for Sunday, March 7, 2010
Today's readings give us a bush that burns but is not burned up or consumed
and a healthy fig tree that did not give any fruit. Much of our Scripture
is given to us in symbols, parables and signs. The Old and the New
Testaments are not High School or College textbooks that can be learned and
followed like some kind of policy. Rather, they are the word of God
teaching us Who He Is and who we are and we can truly live. Some of the
teaching from our Scriptures are truly great stories that teach us how to
know the Lord.
Just imagine for a moment that you were out hiking somewhere and saw some
kind of shrub or bush that was burning. Many people today are very much
aware of the problems of forest fires in the wilderness and forests. We
would probably go over and look, just as Moses did. If we saw something
that was burning but not burned up, we would be amazed. We would need a
voice like God's to tell us what was happening! Of course, if we already
knew the story of the burning bush, we might begin to get nervous about the
presence of God.
Some of our ancestors in the faith seem to take it for granted that God
will speak to them, even if they never see His face directly. Are we more
comfortable having only the Word of God and the Sacraments rather than
having God suddenly appear in front of us? We could wonder what God might
say to us today if He were to appear right now? What are the injustices of
our world? Who are the downtrodden? Who are those in need of salvation?
If Christ were walking on the earth today, with whom would he associate?
These are wonderful questions to ponder during Lent. Sometimes we begin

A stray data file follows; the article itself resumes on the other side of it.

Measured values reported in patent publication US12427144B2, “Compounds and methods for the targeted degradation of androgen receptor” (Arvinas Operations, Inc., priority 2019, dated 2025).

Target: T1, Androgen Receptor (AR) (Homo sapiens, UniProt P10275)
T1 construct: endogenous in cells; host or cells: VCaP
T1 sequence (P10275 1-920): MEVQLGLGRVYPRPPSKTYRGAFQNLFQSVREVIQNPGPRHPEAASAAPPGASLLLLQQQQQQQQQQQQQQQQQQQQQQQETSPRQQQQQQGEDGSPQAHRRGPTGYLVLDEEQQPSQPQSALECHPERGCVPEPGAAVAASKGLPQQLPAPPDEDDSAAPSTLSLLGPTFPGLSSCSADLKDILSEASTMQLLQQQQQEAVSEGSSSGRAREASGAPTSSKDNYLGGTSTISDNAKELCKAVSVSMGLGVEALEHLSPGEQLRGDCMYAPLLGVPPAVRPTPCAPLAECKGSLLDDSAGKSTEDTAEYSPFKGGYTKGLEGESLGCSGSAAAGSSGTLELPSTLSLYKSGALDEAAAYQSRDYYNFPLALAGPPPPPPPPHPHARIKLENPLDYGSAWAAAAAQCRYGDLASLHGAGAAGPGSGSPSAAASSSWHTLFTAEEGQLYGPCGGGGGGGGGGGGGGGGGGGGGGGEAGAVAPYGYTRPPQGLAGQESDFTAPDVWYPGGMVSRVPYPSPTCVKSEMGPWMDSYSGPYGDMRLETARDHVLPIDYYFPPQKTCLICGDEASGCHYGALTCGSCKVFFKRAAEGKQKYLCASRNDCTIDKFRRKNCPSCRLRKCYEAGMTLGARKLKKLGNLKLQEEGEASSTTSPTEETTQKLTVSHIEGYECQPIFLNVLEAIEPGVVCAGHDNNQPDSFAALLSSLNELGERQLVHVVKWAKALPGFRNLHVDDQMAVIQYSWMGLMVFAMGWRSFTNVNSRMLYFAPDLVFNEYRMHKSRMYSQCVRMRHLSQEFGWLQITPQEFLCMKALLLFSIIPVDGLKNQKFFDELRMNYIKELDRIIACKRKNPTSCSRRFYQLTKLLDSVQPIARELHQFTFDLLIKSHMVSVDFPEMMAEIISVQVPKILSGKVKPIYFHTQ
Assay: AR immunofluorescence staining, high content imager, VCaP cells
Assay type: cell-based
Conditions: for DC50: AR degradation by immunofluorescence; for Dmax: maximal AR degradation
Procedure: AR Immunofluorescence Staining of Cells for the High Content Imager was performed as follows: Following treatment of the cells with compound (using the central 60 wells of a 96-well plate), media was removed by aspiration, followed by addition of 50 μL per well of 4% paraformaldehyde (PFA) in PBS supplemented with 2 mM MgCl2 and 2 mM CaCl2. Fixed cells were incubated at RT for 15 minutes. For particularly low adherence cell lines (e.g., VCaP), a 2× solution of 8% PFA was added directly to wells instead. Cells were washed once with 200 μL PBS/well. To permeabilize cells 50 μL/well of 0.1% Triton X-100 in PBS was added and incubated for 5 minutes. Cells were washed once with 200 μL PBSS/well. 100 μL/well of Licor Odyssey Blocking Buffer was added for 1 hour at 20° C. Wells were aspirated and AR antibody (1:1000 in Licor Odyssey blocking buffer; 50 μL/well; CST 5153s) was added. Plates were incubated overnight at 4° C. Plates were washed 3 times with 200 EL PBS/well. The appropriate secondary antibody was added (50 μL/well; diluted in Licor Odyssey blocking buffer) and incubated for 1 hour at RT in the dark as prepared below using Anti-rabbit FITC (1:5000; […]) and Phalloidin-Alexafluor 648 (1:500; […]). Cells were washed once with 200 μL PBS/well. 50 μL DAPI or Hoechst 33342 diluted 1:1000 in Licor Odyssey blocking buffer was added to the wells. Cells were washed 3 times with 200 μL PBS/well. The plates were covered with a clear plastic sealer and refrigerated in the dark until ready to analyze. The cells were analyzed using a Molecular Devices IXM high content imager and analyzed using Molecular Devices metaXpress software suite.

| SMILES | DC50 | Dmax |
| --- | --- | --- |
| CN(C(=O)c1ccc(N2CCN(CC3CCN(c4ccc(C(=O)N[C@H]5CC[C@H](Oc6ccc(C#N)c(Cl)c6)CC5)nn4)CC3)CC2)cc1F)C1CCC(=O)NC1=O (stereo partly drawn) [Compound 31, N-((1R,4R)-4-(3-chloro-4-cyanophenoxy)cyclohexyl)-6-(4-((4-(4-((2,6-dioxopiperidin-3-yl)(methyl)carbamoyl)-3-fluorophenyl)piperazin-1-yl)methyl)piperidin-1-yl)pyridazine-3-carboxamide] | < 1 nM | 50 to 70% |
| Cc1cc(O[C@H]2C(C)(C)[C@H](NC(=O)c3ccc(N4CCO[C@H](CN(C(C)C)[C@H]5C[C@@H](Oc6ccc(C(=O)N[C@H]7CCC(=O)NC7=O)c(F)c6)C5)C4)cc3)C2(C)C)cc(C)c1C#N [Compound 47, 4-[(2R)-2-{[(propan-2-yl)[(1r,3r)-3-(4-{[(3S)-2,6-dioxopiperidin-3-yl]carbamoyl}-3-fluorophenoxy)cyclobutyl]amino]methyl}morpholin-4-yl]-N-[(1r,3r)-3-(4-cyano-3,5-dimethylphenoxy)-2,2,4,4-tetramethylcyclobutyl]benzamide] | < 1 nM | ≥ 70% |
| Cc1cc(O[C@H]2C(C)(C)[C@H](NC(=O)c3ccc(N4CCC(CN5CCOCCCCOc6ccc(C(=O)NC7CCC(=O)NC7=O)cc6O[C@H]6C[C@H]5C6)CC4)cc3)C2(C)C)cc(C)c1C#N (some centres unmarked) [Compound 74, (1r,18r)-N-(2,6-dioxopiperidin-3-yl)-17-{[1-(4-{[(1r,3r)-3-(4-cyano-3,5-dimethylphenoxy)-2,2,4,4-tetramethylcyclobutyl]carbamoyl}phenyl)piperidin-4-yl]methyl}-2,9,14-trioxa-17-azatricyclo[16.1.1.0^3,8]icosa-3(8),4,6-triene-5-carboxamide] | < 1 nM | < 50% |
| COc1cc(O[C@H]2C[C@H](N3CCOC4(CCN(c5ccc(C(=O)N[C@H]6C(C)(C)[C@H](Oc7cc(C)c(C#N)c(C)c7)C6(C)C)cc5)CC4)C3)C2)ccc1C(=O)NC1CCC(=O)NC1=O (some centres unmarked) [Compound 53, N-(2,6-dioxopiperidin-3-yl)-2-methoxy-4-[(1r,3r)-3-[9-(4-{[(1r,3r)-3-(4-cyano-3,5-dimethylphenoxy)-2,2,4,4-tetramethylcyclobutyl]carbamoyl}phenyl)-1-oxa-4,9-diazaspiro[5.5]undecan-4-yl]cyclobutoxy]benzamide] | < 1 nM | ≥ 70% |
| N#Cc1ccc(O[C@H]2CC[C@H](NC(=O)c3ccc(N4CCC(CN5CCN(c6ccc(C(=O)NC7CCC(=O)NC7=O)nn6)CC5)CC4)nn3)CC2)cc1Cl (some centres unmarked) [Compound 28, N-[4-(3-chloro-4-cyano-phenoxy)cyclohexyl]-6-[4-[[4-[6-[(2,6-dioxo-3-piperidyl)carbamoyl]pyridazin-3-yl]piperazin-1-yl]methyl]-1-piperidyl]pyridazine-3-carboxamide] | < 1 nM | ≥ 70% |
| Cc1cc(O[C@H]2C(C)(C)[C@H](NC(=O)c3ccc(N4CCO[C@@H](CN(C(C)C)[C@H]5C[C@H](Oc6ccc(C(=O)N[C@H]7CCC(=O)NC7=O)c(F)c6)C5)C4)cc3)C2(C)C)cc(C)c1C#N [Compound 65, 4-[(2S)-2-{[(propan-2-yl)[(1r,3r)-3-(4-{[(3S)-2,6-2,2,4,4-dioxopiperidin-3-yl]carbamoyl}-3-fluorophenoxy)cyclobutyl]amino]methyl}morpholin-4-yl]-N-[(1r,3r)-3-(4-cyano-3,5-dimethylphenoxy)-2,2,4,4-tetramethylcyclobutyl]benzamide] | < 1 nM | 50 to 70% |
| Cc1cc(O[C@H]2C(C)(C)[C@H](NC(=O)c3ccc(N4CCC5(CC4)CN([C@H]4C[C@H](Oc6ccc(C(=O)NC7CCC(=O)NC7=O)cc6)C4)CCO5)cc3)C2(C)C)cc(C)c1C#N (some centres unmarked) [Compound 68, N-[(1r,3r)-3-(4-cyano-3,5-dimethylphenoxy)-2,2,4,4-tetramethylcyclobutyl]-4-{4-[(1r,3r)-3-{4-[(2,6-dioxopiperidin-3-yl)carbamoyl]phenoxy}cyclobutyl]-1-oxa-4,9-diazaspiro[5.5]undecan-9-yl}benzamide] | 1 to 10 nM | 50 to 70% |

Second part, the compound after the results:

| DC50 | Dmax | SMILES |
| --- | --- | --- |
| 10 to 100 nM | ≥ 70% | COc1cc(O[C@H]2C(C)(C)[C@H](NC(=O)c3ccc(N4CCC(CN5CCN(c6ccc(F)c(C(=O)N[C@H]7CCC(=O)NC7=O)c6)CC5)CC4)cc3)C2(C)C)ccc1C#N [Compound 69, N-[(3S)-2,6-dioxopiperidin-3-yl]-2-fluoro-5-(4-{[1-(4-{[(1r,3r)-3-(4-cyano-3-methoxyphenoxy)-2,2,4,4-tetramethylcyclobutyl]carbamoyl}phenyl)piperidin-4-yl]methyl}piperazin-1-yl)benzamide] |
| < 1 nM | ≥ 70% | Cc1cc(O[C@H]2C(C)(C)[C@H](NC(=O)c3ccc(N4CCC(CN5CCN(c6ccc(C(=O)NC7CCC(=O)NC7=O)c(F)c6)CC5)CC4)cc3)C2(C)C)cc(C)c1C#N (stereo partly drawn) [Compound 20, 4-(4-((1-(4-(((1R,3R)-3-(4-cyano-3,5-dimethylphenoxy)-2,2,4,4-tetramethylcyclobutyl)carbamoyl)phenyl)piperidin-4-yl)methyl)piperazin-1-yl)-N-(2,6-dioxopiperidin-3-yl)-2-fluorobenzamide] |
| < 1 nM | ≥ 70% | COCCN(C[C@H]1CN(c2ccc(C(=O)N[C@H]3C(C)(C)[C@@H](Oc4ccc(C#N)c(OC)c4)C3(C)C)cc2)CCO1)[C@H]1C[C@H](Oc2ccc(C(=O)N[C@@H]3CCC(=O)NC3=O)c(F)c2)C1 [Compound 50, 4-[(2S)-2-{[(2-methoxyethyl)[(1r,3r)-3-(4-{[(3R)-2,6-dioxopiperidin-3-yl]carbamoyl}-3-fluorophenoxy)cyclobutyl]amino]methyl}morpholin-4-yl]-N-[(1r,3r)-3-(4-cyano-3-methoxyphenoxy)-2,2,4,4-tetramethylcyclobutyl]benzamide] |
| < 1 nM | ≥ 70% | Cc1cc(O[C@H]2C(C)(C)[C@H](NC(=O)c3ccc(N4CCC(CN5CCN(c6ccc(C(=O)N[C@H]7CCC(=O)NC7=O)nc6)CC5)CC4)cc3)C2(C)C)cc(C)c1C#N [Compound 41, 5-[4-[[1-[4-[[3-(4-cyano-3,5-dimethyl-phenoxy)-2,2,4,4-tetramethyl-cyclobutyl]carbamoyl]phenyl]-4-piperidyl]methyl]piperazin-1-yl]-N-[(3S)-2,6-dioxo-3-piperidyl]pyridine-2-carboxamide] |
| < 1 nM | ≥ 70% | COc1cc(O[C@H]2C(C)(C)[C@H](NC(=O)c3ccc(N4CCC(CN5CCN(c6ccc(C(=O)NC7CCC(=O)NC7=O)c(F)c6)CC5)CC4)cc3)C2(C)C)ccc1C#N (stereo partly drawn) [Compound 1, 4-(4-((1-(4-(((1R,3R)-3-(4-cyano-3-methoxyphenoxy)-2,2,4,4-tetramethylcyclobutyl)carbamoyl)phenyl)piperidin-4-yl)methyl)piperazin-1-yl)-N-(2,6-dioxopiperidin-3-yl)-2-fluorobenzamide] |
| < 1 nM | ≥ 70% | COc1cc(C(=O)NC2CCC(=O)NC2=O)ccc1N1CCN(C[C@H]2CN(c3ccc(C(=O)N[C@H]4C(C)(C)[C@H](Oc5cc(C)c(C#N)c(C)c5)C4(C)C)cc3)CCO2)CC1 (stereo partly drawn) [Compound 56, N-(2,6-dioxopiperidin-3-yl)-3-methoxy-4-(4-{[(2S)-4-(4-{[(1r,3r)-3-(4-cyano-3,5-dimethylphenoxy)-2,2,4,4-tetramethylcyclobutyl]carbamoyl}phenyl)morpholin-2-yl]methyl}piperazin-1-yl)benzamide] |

to think that we are automatically saved because we say that we believe.
The whole point of today's Gospel is that we must produce good works, that
our lives must radiate the presence and love of God in our actions. It is
always important to remember that our faith must produce actions in our
lives that are of the Lord. The Scriptures tell us that faith without
actions is dead faith.
The Second Letter to the Corinthians, in the passage we read today, gives
us this same message: whoever thinks that he is standing secure should
take care not to fall. This kind of teaching is not to give us scruples so
that we are afraid to live. Rather it is meant to challenge us to live
with energy and delight in the way of the Lord. Lent is a time of removing
the daily grime of our human existence, according to Saint Leo, but it is
also a time of renewing our inner desire for God.
May this Lent be a turning point in our lives so that we begin to choose
more and more consistently for the Lord and His will - and less and less for
the illusions of this world.
Readings of the day:
Reflections are available for the following Sundays: